I couldn’t help but be somewhat amused at the differences between two articles that I read this week: One that focused on the passion that Smithsonian has for repatriation of sacred and important collections, the other reporting on the reaction the public had towards the British Museums assertion that their collection is not entirely made up of looted items from the colonial era.
Amusing to me, and it must make others grind their teeth in total frustration.
I’m incredibly disappointed that for the last part of my Open Palaces Programme adventure, I missed seeing Alice Procter’s Uncomfortable Art Tour of the British Museum. Alice is an Australian running incredible tours in London which look at the uncomfortable history of items and artworks in museums. And it’s not just about the stolen nature of some of the objects, but about the way that colonialism continues to effect the way things are described, displayed and stored. I desperately want to get my hands on one of the badges she was handing out “Display is like you stole it”. I also find it amazing that such a great piece of agitation, may have contributed to the British Museum releasing a statement that sounds a lot like “Not everything is looted!”. But enough of it is.
While on the program we visited the Pitt Rivers Museum in Oxford. The Pitt Rivers Museum was founded by Augustus Pitt Rivers (a name which sounds like it should feature in a movie about looting crypts in the Victorian era) in 1884, seeded with 22,000 of his collected objects from around the world. His history is both fascinating and exciting, and completely of the era he was from. Rivers was a noted archaeologist, with a particular interest in tracking the history of human invention. Thus, the museum space is fascinating in its grouping of objects with like objects. The tags in the cases are sparse in information, presenting the item as a piece of a larger puzzle. What this lacks, regularly, is contextual information. What this does (unintentionally, I hope), is to put a beautiful bone china cup next to something rougher from somewhere ‘other’ and allow the viewer to see that obviously the British cup is much less primitive. That evolution and invention has been better in Britain or other ‘developed’ countries.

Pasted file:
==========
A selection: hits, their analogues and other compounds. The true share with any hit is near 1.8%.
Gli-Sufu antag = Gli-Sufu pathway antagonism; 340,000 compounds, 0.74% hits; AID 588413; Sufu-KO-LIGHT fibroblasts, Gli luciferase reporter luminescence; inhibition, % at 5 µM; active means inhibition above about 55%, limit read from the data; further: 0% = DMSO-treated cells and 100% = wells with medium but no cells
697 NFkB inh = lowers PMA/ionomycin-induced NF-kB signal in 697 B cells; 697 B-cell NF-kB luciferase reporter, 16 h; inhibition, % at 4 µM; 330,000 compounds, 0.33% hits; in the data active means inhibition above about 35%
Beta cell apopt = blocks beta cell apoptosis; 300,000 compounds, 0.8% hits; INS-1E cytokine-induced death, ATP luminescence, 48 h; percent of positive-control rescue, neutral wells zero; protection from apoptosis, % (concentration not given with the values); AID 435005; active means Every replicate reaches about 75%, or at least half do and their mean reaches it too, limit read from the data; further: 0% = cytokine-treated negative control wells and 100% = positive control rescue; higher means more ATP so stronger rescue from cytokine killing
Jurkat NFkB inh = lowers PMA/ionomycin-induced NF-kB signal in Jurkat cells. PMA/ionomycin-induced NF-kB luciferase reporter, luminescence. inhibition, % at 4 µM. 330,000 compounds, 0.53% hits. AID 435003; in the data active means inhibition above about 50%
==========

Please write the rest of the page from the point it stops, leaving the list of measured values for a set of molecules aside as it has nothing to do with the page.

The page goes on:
Hold on, I think I may be letting some of my bias and annoyance show. Let me just try and tuck that away for the moment.
I was born in Australia, and have always known that we are in a colonised land. Opinions and approaches to this have changed dramatically over time, but the violence that is a by product of that invasion is something that can not be ignored. The colonial period is intensely complicated, and is a time of great developments in science and understanding the world we live in. It’s also littered with violence and acts of great injustice which we are only now starting to fully understand and work through. So while I understand the significance of not removing histories successes, I think we need to spend more time really reflecting on what had to occur to make those achievements.